These scenarios are matters of social analysis, political analysis and opinion. What I’m saying is, let’s look at present conditions in the U.S. We can also look at Japan, which had quantitative easing like crazy, and they still ended up deflating: Stock prices are down, and real estate prices are way down in Japan. And the same thing is going to happen here. And that’s the best scenario. The Japanese economy kept going because the rest of the world was still expanding. Now the whole world is basically on the edge of depression. Nobody’s going to be able to bail out the world, because we’re the only people in it.

I think it’s a one way road to the nearly complete collapse of outstanding credit. And if you count all the derivatives, all the domestic and foreign debt that exists, you’ve got about a quadrillion dollars worth of IOUs out there and already written. I just don’t think central banks can or will replace all of that debt with money. It would mean their own self-destruction. And not only that, there’s this thing called moral hazard. As I said in a recent issue, the Fed is not a moral institution; it does not care about morality. But if it were to announce that it was literally going to monetize all the bad debt that anybody can create, the first thing that would happen is everybody would be out there creating new debt as best as they possibly could and selling it to the Fed. The scenario is not realistic. It comes from people who think the Fed and the government are machines. They don’t realize that they’re run by people who are going to have to survive politically. I don’t think they’re going to be allowed to do it. But time will tell.

JP: I want to move on to the topic of gold. It’s gone up for ten consecutive years, including this year so far. I know at times you’ve recommended gold after severe pullbacks, but you’ve been generally bearish towards the metal. Has its relentless rise surprised you?

RP: Yes. It went higher than I originally thought. I actually put out a very bullish comment on gold the day of the bottom in February 2001. Barron’s had run an article that day showing that nobody was bullish; even the industry was bearish, and they were putting out hedges. I said this is a real good buy. But I only rode it up for about a year, year and a half, and it’s gone much higher than I originally thought. However, I also think that it’s very much a situation such as we had in the oil market, or in the real estate market, or in the stock market, or now in the muni market. It’s an area where people have focused particularly in the last two years at the expense of other areas. And that means it’s going to probably pay the price and have a serious correction. There are two things that make me feel that way. First are the non-confirmations against other metals and the gold stocks. The XAU topped in 2008, platinum topped in 2008, and silver topped in 2008, so gold has gone to new highs in the last two years all by itself. The second thing that I think is important is the fact that at a recent peak in gold we had a reading from the Daily Sentiment Index put out by MBH Commodities that showed 98% of futures traders in the gold market were bullish. That’s the same reading we had on the euro when it topped out and the dollar bottomed. It’s not a good time to be betting that gold is going to keep going up.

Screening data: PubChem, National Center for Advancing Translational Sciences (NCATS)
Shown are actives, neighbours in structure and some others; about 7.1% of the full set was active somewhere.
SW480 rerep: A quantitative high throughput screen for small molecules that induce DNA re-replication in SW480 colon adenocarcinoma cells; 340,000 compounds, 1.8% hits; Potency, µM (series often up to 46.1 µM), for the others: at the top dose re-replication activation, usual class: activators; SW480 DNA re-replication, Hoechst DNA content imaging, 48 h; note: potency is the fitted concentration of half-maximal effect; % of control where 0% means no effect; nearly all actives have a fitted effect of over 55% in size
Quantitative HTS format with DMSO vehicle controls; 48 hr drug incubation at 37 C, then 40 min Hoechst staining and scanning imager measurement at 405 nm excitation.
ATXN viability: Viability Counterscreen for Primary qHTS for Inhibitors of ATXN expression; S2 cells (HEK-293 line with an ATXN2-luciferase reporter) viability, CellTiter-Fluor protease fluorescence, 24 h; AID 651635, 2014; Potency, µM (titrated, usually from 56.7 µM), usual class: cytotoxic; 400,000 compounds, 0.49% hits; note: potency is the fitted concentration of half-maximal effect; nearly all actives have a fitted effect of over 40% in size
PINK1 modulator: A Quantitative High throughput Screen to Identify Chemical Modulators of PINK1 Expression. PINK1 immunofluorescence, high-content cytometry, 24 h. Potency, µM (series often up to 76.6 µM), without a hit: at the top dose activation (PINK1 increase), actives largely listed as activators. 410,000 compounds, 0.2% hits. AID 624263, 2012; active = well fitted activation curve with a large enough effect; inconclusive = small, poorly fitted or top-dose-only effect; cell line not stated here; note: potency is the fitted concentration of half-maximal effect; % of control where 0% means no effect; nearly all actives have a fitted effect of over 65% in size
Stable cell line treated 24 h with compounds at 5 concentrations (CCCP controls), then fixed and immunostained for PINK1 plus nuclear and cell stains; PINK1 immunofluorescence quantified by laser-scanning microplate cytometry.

I’m very patient. I think we’re going to have a buying opportunity in gold sometime in the next few years. I certainly wouldn’t want to be overly leveraged in gold right now. It’s stretched about as far as it’s going to go. I also realize that I’ve said that a couple of times. We’ll just have to see how it turns out. I think people in gold stocks have been very disappointed for the last two years; they’ve actually lost money even though gold has made new highs. It’s definitely not a monolithic market. It’s the single market that’s doing well. I’ll also point out that most of the people who believe in hyperinflation do not talk about those other markets very much. They point to the gold markets, but they don’t point to the silver market, which is still 60 percent below where it was in 1980, or platinum, which is way under its old high. I think they’re being selective in pointing one finger, and it’s better to look not only at gold but also at these other precious metals, the gold stock index, and especially the CRB index of commodities, which includes oil and agricultural commodities and everything else.

In a hyperinflationary environment, such as Germany in the 1920s or Zimbabwe in the last decade, everything went up; prices were soaring all the time. And now, very few commodities are moving on the upside, most of them are very stagnant. They’re down 50 percent from their 2008 highs and don’t seem ready to go anywhere. That could change. But so far, I think people who are saying gold is making new highs because inflation is a threat aren’t looking at the rest of the indicators of inflation.

JP: If I were to summarize your views: The greatest part of the economic and market downturn lies ahead of us. On the economic side, you see an economic depression unfolding. From a stock market perspective, you see a near 90 percent downturn unfolding over a six-year period. And most bonds will fall in a major wave of deflation. Have I left anything out?

RP: You’ve nailed it.